Hipstamatic 300 – To frame or not to frame

By on September 29, 2015

In the early days, each film in the Hipstamatic catalogue had a specific frame, which was, incidentally, part of the brand concept. It allowed you to easily identify a Hipstamatic shot; the borderless films only appeared later. Some of the frames are rather discrete, like with Rasputin or DC, others were a lot less subtle: Pistil, BlacKeys B+W, Float, Estrada 83…

Apart from the frame, each Hipstamatic film has its own characteristics: tone, nuances, grain, effects… One of the new options in this new version is that you can remove the frame while the overall style remains intact. It’s a really nice addition if you want to keep the style of a certain film, but remove the frame.

This function can be accessed in the Editing Suite. As an example, I chose BlacKeys B+W, because it is known for the embedded date in the frame and its particular tone; it’s not a bona fide monochrome but close enough. All you need to do is to select the frame option on the right bottom corner of the screen.

 

But that’s not all! Some films have a randomized feature when it comes to the frames, meaning that the same film can/will produce different frames, at will… In this Hipstamatic version, you can actually get an overview of all the possible frames. Select the film and shake your iPhone laterally, just like you do when you are using the "Shake to Randomize"-function in the old Hipstamatic versions. Repeat several times to unearth the multiple possibilities.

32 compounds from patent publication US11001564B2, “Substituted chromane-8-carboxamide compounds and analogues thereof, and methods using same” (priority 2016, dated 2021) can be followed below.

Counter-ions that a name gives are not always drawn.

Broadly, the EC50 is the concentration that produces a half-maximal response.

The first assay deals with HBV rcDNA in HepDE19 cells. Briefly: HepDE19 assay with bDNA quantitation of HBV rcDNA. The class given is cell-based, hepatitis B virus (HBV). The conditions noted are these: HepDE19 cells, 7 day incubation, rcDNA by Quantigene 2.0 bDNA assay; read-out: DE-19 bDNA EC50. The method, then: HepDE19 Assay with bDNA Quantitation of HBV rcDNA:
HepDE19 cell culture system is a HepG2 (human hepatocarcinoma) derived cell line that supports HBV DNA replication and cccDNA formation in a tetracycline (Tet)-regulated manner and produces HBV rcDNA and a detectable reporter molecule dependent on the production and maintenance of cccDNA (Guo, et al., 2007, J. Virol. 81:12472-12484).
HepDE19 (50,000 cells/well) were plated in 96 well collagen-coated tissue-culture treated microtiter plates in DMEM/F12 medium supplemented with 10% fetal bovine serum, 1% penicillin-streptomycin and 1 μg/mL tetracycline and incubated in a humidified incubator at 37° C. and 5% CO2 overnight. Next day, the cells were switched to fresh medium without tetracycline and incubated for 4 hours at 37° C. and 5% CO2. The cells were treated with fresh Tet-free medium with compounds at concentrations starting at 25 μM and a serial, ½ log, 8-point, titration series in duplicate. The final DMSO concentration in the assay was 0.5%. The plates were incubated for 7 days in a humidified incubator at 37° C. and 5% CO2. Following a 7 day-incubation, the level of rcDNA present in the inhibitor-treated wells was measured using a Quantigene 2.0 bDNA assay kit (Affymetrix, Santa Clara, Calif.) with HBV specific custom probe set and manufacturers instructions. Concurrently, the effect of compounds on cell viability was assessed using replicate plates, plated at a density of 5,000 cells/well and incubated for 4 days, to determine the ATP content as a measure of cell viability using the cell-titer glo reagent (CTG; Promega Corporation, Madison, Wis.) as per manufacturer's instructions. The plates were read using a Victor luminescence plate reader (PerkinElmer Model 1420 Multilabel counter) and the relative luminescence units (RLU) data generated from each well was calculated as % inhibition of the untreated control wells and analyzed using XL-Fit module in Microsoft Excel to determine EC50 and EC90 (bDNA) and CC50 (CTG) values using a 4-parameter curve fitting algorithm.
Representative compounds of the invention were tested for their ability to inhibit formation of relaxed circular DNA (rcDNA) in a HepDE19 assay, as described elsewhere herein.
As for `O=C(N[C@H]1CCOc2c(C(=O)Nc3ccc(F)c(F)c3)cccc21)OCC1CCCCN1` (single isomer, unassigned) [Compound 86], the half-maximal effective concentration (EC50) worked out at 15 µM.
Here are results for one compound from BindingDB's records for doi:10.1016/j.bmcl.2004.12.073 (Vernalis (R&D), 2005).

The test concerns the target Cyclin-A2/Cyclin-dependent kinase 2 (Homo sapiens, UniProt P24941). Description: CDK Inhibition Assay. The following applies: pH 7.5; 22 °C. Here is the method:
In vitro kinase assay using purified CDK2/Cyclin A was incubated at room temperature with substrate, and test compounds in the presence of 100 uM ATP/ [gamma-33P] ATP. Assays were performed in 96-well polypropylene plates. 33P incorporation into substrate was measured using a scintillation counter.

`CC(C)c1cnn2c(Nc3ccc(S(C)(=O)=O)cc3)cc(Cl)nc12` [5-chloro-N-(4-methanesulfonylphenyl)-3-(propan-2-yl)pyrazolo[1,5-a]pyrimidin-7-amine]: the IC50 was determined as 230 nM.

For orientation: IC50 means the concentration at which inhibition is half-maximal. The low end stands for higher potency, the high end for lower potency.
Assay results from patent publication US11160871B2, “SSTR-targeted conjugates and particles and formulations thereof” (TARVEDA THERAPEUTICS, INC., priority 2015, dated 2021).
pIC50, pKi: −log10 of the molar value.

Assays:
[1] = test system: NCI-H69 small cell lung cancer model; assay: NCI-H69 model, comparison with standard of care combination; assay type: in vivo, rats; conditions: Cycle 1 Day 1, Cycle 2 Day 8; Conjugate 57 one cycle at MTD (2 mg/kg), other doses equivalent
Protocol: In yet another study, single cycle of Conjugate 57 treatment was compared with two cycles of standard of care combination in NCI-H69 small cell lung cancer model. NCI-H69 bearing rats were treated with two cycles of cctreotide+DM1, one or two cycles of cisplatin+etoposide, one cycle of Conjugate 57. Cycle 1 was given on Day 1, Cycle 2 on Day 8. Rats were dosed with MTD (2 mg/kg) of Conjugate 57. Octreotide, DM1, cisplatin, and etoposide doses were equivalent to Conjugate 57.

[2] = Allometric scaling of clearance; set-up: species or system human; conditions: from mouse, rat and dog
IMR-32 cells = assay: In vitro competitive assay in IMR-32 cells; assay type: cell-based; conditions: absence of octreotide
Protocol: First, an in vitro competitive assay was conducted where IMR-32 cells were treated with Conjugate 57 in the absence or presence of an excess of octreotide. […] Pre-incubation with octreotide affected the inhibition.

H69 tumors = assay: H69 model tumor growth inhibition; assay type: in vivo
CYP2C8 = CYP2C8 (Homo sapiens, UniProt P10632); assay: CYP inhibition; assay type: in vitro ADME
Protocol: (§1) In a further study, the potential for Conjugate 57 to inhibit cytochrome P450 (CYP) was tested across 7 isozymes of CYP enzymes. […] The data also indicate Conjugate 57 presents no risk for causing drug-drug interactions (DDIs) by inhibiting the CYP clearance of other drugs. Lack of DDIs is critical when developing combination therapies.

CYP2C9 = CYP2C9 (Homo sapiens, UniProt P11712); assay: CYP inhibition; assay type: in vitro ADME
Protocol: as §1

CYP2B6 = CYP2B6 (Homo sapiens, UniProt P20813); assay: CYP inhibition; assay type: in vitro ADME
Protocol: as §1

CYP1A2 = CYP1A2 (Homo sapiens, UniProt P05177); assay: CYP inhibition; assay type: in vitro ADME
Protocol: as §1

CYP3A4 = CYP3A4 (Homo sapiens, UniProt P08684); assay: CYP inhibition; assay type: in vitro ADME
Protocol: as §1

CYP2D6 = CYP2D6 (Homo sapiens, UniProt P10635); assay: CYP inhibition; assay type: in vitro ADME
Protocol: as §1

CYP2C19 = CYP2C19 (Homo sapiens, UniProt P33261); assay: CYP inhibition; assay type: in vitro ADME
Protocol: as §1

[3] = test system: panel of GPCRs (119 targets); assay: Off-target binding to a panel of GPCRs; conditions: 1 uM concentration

framing-300-06

To illustrate my point, I chose Dee/Kodama/Standard. The Kodama frame is different every time I shake the iPhone.

 

This function also works well with films that produce light leaks, like Dixie, for example. Here are three examples with the combo Mabel/Dixie/Jolly Rainbo 2X.

 

And… the cherry on the cake: this function also works with certain flashes that produce a random effect, like the Triad Gel and also, lenses like Salvador 84. I think the Salvador fans will be delighted!

 

I personally really, really like this fabulous function, because sometimes a frame just doesn’t suit the subject matter. I went to Bulgaria this summer to photograph, among other things, a few monuments from the Communist era, so I was looking for a film with a vintage feel to it, but also something that had a certain texture that would give the pictures an "old" character, a bit like the old Soviet era photos. The effect of the Love 81 film seemed perfect but the frame just wasn’t right. To top it off, the frame is rather heavy and as the subject is already on the heavy side, to say the least, I decided to get rid of it. The result: a combo I called "Mad Love", which promptly became a favorite: Madalena, Love 81 and Cadet Blue Gel. You can see my series here.

This post is also available in: French

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